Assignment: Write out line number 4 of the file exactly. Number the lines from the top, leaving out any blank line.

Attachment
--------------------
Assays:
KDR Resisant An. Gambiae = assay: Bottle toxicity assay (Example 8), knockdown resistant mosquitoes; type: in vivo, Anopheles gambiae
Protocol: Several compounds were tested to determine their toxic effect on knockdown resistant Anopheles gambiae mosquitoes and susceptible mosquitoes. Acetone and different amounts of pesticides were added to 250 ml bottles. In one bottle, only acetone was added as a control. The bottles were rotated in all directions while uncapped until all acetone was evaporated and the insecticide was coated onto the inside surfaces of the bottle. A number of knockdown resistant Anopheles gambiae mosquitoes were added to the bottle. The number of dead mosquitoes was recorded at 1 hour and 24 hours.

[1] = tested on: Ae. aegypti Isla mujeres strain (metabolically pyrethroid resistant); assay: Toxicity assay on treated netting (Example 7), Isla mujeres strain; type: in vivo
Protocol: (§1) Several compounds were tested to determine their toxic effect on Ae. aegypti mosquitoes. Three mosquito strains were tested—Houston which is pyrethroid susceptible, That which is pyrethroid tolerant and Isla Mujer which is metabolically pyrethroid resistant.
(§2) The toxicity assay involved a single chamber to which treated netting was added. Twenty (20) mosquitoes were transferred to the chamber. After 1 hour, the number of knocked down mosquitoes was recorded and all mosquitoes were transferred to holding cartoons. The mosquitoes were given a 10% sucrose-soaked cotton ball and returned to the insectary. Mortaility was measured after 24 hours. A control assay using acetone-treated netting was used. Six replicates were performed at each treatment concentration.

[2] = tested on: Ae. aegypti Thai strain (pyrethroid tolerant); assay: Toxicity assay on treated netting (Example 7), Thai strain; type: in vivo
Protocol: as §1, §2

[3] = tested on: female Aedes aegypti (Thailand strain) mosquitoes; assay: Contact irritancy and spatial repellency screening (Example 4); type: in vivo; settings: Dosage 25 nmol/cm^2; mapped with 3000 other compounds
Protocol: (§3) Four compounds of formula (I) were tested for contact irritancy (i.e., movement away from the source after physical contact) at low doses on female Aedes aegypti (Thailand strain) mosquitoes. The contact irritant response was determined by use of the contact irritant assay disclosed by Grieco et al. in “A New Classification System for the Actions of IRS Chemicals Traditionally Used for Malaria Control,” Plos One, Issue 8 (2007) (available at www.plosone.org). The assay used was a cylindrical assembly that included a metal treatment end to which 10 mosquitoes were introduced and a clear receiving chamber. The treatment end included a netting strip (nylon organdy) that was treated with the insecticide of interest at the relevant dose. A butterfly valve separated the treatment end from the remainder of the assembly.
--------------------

[1] = tested on: Ae. aegypti Isla mujeres strain (metabolically pyrethroid resistant); assay: Toxicity assay on treated netting (Example 7), Isla mujeres strain; type: in vivo